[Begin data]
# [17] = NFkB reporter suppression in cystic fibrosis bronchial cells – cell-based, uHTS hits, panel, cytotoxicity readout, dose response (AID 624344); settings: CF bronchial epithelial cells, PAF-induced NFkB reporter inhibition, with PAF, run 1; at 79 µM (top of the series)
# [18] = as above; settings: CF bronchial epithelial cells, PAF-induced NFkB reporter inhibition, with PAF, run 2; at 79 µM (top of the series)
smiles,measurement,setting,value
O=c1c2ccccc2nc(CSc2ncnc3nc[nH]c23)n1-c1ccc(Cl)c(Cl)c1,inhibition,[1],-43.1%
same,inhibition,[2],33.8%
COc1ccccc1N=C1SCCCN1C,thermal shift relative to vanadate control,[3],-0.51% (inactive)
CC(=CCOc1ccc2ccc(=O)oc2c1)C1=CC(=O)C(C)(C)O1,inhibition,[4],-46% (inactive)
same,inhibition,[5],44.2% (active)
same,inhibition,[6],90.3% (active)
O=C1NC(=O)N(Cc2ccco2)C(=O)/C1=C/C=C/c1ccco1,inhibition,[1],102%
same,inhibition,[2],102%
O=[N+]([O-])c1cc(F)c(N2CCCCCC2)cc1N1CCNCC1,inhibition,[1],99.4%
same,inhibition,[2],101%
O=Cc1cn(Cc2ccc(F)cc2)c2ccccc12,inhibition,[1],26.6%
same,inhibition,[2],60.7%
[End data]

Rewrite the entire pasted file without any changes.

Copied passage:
# [17] = NFkB reporter suppression in cystic fibrosis bronchial cells – cell-based, uHTS hits, panel, cytotoxicity readout, dose response (AID 624344); settings: CF bronchial epithelial cells, PAF-induced NFkB reporter inhibition, with PAF, run 1; at 79 µM (top of the series)
# [18] = as above; settings: CF bronchial epithelial cells, PAF-induced NFkB reporter inhibition, with PAF, run 2; at 79 µM (top of the series)
smiles,measurement,setting,value
O=c1c2ccccc2nc(CSc2ncnc3nc[nH]c23)n1-c1ccc(Cl)c(Cl)c1,inhibition,[1],-43.1%
same,inhibition,[2],33.8%
COc1ccccc1N=C1SCCCN1C,thermal shift relative to vanadate control,[3],-0.51% (inactive)
CC(=CCOc1ccc2ccc(=O)oc2c1)C1=CC(=O)C(C)(C)O1,inhibition,[4],-46% (inactive)
same,inhibition,[5],44.2% (active)
same,inhibition,[6],90.3% (active)
O=C1NC(=O)N(Cc2ccco2)C(=O)/C1=C/C=C/c1ccco1,inhibition,[1],102%
same,inhibition,[2],102%
O=[N+]([O-])c1cc(F)c(N2CCCCCC2)cc1N1CCNCC1,inhibition,[1],99.4%
same,inhibition,[2],101%
O=Cc1cn(Cc2ccc(F)cc2)c2ccccc12,inhibition,[1],26.6%
same,inhibition,[2],60.7%